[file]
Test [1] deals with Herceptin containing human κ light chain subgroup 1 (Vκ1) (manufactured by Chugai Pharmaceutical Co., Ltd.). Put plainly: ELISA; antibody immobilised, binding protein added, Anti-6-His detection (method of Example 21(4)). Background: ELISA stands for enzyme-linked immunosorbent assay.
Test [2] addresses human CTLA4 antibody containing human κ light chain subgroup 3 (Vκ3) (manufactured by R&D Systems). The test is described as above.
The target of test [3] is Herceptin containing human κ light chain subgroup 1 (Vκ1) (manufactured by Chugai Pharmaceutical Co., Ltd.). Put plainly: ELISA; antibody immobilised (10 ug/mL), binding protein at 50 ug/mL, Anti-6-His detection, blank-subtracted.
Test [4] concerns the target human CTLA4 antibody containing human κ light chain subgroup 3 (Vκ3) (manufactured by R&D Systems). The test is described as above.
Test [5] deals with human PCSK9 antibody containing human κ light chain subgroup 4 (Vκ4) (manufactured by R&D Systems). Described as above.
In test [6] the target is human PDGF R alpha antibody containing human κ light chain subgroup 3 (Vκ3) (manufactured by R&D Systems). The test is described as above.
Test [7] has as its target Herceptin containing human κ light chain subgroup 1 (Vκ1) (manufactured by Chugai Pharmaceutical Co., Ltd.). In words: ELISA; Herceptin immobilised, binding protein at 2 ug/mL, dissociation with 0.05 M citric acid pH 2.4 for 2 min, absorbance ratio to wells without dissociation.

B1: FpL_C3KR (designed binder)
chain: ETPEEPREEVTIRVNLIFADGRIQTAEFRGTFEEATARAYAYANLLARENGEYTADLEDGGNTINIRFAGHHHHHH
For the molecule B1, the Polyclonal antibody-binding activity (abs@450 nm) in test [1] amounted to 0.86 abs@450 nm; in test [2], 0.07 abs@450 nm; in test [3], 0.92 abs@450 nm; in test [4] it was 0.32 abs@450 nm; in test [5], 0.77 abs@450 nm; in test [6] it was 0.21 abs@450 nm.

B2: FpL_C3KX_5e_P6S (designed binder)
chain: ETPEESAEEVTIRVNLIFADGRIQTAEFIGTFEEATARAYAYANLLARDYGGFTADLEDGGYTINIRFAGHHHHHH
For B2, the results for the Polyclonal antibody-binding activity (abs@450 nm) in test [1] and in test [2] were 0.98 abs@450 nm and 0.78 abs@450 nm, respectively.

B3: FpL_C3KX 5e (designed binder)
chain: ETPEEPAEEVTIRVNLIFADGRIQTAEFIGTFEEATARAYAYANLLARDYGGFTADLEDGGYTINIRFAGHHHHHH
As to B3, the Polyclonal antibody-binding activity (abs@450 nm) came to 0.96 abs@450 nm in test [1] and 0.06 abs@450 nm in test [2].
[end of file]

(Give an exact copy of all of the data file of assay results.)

Test [1] deals with Herceptin containing human κ light chain subgroup 1 (Vκ1) (manufactured by Chugai Pharmaceutical Co., Ltd.). Put plainly: ELISA; antibody immobilised, binding protein added, Anti-6-His detection (method of Example 21(4)). Background: ELISA stands for enzyme-linked immunosorbent assay.
Test [2] addresses human CTLA4 antibody containing human κ light chain subgroup 3 (Vκ3) (manufactured by R&D Systems). The test is described as above.
The target of test [3] is Herceptin containing human κ light chain subgroup 1 (Vκ1) (manufactured by Chugai Pharmaceutical Co., Ltd.). Put plainly: ELISA; antibody immobilised (10 ug/mL), binding protein at 50 ug/mL, Anti-6-His detection, blank-subtracted.
Test [4] concerns the target human CTLA4 antibody containing human κ light chain subgroup 3 (Vκ3) (manufactured by R&D Systems). The test is described as above.
Test [5] deals with human PCSK9 antibody containing human κ light chain subgroup 4 (Vκ4) (manufactured by R&D Systems). Described as above.
In test [6] the target is human PDGF R alpha antibody containing human κ light chain subgroup 3 (Vκ3) (manufactured by R&D Systems). The test is described as above.
Test [7] has as its target Herceptin containing human κ light chain subgroup 1 (Vκ1) (manufactured by Chugai Pharmaceutical Co., Ltd.). In words: ELISA; Herceptin immobilised, binding protein at 2 ug/mL, dissociation with 0.05 M citric acid pH 2.4 for 2 min, absorbance ratio to wells without dissociation.

B1: FpL_C3KR (designed binder)
chain: ETPEEPREEVTIRVNLIFADGRIQTAEFRGTFEEATARAYAYANLLARENGEYTADLEDGGNTINIRFAGHHHHHH
For the molecule B1, the Polyclonal antibody-binding activity (abs@450 nm) in test [1] amounted to 0.86 abs@450 nm; in test [2], 0.07 abs@450 nm; in test [3], 0.92 abs@450 nm; in test [4] it was 0.32 abs@450 nm; in test [5], 0.77 abs@450 nm; in test [6] it was 0.21 abs@450 nm.

B2: FpL_C3KX_5e_P6S (designed binder)
chain: ETPEESAEEVTIRVNLIFADGRIQTAEFIGTFEEATARAYAYANLLARDYGGFTADLEDGGYTINIRFAGHHHHHH
For B2, the results for the Polyclonal antibody-binding activity (abs@450 nm) in test [1] and in test [2] were 0.98 abs@450 nm and 0.78 abs@450 nm, respectively.

B3: FpL_C3KX 5e (designed binder)
chain: ETPEEPAEEVTIRVNLIFADGRIQTAEFIGTFEEATARAYAYANLLARDYGGFTADLEDGGYTINIRFAGHHHHHH
As to B3, the Polyclonal antibody-binding activity (abs@450 nm) came to 0.96 abs@450 nm in test [1] and 0.06 abs@450 nm in test [2].